The perils of NOTS defence procurement - 'Nearly Off The Shelf'

The latest National Audit Office (NAO) report on the Ajax programme makes for grim reading, primarily because at a time of rising tensions in Europe, the British Army is left relying on obsolete vehicles well past their use by date. But it focused my mind on something that’s been nagging at me for a while – why is it so often the ‘Nearly Off The Shelf’ programmes that go badly wrong? The ones that are ‘based on’ or an ‘upgrade of’ something that already exists?

Ajax provides a live example – it’s ‘based on’ the GD Ascod platform, with the MOD announcing in 2010 - “The design is derived from modifying the ASCOD SV vehicle, which is already in service with some NATO nations, is well-proven and is suitable for export sales”. Many might have assumed at the time that the challenges facing the programme would be centred on the advanced sensors and comms, or maybe the new turret with its unproven CTAI gun, but the biggest problems right now appear to be noise and vibration issues. So how does a “well-proven” vehicle have noise and vibration issues? Perhaps because its actually significantly different to the in-service Ascod, including being wider and heavier.

Others will have their own favourite examples of NOTS programmes going wrong. Maybe the Chinook HC Mk3, ‘based on’ the MH-47E but with a different cockpit that prompted the MOD to admit during the Public Accounts Committee investigation in 2008 “that, particularly when buying existing equipment ‘off-the-shelf’, it tends to specify too many modifications, when what is needed is equipment that is safe, effective and can be made available for operations quickly”.

The NAO’s June 2021 report Improving the performance of major equipment contracts carries an interesting graph of the performance of selected major contracts. I was struck by the comparison between the Type 26 and Type 31 Frigate programmes. The Type 26 is an all-new design of frigate with sophisticated anti-submarine capabilities. The Type 31 in turn is a simpler general purpose ship ‘based on’ Babcock’s Arrowhead 140 design already in service with the Danish Navy. Yet the figure below shows the Type 31 to be running much further over-budget than the Type 26. Why is the simpler NOTS programme faring worse than the complex new warship development?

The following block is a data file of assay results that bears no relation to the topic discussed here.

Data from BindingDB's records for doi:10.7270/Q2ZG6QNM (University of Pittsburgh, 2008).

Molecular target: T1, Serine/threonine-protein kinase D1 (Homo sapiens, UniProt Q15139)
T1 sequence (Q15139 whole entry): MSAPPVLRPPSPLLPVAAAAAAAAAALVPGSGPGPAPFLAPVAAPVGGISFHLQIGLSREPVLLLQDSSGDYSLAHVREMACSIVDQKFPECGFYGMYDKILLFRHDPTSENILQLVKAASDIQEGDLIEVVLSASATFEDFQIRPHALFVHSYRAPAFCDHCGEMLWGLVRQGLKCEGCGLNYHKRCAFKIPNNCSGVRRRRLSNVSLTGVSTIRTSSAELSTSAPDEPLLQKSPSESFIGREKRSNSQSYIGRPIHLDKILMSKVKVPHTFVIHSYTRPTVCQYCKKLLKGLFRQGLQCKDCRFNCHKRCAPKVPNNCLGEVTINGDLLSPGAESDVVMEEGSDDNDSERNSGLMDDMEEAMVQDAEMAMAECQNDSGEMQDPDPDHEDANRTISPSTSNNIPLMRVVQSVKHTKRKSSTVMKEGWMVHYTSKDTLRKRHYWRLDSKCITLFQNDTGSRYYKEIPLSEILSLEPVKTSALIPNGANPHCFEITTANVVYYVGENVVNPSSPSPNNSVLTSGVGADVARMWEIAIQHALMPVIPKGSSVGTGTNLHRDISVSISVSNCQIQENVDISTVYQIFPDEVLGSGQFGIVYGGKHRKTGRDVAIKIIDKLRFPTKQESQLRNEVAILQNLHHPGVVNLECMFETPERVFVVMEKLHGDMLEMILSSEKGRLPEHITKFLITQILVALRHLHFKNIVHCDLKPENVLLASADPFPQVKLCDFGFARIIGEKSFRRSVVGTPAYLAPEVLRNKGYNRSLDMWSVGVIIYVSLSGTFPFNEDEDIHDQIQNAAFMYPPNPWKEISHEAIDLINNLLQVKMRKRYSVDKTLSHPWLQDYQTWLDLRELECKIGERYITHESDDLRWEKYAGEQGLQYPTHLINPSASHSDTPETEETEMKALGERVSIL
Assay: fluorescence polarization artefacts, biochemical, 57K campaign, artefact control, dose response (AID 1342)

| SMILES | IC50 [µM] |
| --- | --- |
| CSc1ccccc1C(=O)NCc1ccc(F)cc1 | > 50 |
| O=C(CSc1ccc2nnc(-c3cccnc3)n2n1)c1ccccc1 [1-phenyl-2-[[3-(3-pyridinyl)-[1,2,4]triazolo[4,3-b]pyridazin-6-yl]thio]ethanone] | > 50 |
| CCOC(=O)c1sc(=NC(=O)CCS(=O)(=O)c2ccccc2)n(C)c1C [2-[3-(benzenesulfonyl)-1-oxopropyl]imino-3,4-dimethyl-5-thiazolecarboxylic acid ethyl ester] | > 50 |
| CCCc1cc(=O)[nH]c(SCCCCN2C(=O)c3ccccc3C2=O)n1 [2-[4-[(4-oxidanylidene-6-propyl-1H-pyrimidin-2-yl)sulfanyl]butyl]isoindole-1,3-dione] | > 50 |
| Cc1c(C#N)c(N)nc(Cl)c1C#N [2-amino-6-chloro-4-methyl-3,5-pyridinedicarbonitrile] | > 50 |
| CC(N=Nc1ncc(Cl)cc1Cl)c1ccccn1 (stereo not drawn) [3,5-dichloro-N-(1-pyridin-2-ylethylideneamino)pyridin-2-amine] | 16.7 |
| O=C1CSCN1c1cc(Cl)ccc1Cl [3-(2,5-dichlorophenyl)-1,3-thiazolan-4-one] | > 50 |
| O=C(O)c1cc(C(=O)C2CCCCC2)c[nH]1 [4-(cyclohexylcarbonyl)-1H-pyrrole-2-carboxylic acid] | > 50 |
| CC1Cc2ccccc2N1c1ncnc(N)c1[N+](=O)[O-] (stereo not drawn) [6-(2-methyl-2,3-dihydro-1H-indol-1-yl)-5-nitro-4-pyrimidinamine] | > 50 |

Part of the problem facing the UK is that it rarely buys a large enough production quantity of any given platform to justify, or has the procurement budget to fund, all new developments of bespoke equipment. Yet it often also perceives its requirements as sufficiently different from other users that genuinely off-the-shelf won’t do either, so we find ourselves in this twilight world of NOTS, specifying significant changes to proven, existing equipment.

So why, time and again, do these programmes descend into NAO-baiting disasters? It’s difficult not to see (admittedly with hindsight) a 'conspiracy of optimism' between both the MOD and the Prime Contractors. The Primes I’m sure will have boasted in their bids of the low risk nature of their offering due to it being ‘based on’ something already in service, subliminally leading all stakeholders to underestimate the risks. Once the risks haven’t been challenged up-front with sufficient rigour, there is a natural reluctance in any programme to recognise and admit that it is deviating badly off-course unless there is robust and independent management oversight in place.

But should we also consider if perhaps the user shares some of the blame, coming back Lieutenant Columbo-style and asking for “Just one more thing” to be added to the requirement? And maybe sometimes political and industrial imperatives add risk by driving changes to design and supply chains to provide workshare for UK suppliers?

There are signs of hope – recent and current procurements such as the P-8 Poseidon, next batch of Chinooks, Boxer, MRV(P), New Medium Helicopter etc. look much closer to genuinely off-the-shelf. We can cross our fingers for the Challenger 3 upgrade, but Ajax looks like it will be providing opportunities for finger-wagging and blame apportionment for a while yet.

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